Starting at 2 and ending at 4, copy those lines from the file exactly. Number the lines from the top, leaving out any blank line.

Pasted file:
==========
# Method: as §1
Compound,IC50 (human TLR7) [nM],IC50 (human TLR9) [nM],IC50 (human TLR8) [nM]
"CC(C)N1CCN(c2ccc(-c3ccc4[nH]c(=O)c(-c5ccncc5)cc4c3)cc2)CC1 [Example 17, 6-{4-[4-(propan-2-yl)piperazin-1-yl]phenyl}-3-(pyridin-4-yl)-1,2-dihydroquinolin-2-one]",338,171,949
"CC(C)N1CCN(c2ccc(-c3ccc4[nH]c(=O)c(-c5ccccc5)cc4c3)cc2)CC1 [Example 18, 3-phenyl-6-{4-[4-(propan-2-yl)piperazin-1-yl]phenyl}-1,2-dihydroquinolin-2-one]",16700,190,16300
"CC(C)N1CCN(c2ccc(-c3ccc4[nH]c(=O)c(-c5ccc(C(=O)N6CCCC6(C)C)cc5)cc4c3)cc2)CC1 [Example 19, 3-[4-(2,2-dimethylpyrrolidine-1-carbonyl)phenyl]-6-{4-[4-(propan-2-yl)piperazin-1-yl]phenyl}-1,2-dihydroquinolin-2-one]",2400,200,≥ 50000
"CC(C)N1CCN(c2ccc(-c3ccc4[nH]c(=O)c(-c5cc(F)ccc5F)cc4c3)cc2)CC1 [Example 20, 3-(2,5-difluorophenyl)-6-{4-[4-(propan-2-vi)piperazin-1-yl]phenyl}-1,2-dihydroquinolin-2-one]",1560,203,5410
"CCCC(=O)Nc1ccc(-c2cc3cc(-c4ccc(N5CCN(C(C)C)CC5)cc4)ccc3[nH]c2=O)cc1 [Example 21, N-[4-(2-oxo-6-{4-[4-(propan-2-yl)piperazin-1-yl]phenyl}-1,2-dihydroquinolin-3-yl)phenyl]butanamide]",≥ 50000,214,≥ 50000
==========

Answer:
Compound,IC50 (human TLR7) [nM],IC50 (human TLR9) [nM],IC50 (human TLR8) [nM]
"CC(C)N1CCN(c2ccc(-c3ccc4[nH]c(=O)c(-c5ccncc5)cc4c3)cc2)CC1 [Example 17, 6-{4-[4-(propan-2-yl)piperazin-1-yl]phenyl}-3-(pyridin-4-yl)-1,2-dihydroquinolin-2-one]",338,171,949
"CC(C)N1CCN(c2ccc(-c3ccc4[nH]c(=O)c(-c5ccccc5)cc4c3)cc2)CC1 [Example 18, 3-phenyl-6-{4-[4-(propan-2-yl)piperazin-1-yl]phenyl}-1,2-dihydroquinolin-2-one]",16700,190,16300